Though the vast majority of enterprises would have lost nothing during Microsoft's Azure Services Platform beta outage last weekend, the event teaches IT managers a valuable lesson as they plan future cloud strategies.
IT shops need to have a disaster recovery plan for cloud services just as they would for their own data center. "There is no reason you won't need a disaster recovery site with cloud computing," said David Mickelson, the vice president and chief technical architect at Loomis Sayles & Co., a Boston-based financial services firm.
Azure, the cloud services platform introduced by Microsoft last fall at the company's Professional Developer's Conference, is an operating system and set of developer services. Still in trial, the technology went dark for 22 hours last weekend, leaving applications unreachable.
Mickelson does not use the service but said it's important for companies to have a primary and backup failover cloud vendor as well as an intermediary that allows them to switch back and forth. Other companies with cloud services, such as Amazon and Google, have also had major outages.
It's premature to know whether these early outages will have fallout in terms of lost IT manager confidence. The technology does not introduce new risks, but it does invalidate a lot of legacy remedies in the sense that IT experts are used to looking at application reliability and security in silos, said Tom Nolle, the president at CIMI Corp., an independent consulting firm.
"Cloud creates a variable and sometimes subliminal interdependence," Nolle said. "Anyone who has done failure analysis will tell you that calculating the mean time between failures is complicated by interdependency factors."
Cloud computing still has a long way to go in terms of enabling IT shops to manage resources and determine the operational status of their resources, as is possible with current client/server tools.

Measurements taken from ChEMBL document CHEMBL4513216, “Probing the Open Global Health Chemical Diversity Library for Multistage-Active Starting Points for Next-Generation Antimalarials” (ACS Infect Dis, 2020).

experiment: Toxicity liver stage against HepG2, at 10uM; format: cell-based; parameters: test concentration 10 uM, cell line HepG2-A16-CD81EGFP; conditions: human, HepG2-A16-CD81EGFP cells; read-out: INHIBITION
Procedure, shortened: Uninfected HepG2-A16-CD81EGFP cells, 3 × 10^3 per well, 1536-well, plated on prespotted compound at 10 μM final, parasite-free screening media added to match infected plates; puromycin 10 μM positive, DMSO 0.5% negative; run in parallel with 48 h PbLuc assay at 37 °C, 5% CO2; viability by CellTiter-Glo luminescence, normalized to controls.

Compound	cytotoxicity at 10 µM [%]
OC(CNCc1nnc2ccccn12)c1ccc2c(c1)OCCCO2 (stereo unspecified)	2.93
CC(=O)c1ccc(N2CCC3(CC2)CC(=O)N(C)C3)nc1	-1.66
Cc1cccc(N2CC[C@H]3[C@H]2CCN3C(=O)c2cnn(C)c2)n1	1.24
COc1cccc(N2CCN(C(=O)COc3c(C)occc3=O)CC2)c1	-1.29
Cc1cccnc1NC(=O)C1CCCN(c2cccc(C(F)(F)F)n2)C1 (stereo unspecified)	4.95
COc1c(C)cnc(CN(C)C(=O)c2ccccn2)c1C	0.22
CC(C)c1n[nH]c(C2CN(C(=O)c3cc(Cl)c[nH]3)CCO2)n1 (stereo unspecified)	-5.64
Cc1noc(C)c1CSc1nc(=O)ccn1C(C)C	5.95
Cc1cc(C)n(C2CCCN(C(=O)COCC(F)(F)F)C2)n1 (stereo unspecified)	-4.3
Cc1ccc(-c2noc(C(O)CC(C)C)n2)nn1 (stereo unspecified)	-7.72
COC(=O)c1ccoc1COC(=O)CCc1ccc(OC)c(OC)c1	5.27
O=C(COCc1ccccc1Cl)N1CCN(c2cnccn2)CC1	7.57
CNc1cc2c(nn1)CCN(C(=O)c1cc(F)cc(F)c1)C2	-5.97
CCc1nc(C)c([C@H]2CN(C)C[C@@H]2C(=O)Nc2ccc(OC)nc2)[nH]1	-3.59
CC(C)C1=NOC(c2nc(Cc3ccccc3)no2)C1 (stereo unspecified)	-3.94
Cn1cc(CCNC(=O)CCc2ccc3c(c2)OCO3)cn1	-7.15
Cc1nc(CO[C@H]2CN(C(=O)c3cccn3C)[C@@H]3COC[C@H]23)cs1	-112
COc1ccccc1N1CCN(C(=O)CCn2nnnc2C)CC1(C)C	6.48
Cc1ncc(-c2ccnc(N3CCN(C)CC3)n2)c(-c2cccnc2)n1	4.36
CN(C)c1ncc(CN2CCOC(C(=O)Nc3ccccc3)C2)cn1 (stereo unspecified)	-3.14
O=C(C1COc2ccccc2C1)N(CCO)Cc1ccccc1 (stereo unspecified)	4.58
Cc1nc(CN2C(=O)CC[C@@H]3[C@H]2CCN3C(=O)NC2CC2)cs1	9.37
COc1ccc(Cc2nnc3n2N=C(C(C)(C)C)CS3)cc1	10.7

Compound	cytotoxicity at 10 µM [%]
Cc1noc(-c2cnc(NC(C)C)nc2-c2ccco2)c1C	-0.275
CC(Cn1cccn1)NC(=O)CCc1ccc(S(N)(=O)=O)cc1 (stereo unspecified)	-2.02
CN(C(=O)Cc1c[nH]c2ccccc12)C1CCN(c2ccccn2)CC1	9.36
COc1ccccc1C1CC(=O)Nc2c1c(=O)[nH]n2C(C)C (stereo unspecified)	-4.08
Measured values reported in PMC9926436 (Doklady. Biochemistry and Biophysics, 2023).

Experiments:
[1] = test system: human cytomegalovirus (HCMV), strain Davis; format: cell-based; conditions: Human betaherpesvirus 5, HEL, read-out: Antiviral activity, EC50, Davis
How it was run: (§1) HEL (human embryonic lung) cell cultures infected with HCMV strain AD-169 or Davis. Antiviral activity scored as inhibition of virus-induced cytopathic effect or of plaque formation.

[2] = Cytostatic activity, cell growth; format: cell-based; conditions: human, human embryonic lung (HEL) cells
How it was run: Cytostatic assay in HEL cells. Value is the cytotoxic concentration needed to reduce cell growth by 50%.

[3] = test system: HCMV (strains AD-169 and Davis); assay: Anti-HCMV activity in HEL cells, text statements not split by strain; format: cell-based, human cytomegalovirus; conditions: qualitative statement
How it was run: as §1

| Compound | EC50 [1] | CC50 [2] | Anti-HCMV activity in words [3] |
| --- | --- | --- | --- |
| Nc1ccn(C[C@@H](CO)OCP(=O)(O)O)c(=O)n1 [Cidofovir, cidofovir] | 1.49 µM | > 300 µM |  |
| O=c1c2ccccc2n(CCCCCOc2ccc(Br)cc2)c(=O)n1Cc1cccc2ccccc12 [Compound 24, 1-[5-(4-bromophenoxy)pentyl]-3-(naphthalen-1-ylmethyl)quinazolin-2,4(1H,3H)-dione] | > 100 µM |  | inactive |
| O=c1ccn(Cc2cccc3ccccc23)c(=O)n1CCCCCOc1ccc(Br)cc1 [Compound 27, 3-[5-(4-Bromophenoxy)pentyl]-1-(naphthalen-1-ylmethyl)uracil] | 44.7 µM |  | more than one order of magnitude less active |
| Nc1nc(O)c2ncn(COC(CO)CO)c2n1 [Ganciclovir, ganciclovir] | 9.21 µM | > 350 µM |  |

Many corporations are used to receiving services with some levels of quality assurance from their service providers, much those they receive from telecommunications carriers, Nolle said. As a best-effort service, the Internet offers no real service guarantees and no guarantees of customer service.
What should we expect from cloud computing? IT experts still aren't sure whether the cloud is an extension of the Internet or an extension of computing, "If it's an extension of computing, it may have to be more accountable, and if it's the Internet, well maybe not so much," he said. "The question is, 'Are we applying to the Internet-hosted applications a standard of availability we've never applied to the Internet before?'"
Certainly one call center hosting provider considers cloud services as a computing service. "The four or five nines [of uptime] is available in a telco -- unless your system is clustered or mirrored," said Marc Robinson, the vice president of IT at Centennial, Colo.-based Cloud 10 Corp. "People have to build that into their expectations." But Robinson said that even though telecommunications systems, such as a PBX, rarely go down, they tend to take longer to recover. Computing systems may go down more but downtime is minimized, he said.
Margie Semilof is the Executive Editor of SearchVirtualDesktop.com and SearchEnterpriseDesktop.com. Write to her at firstname.lastname@example.org.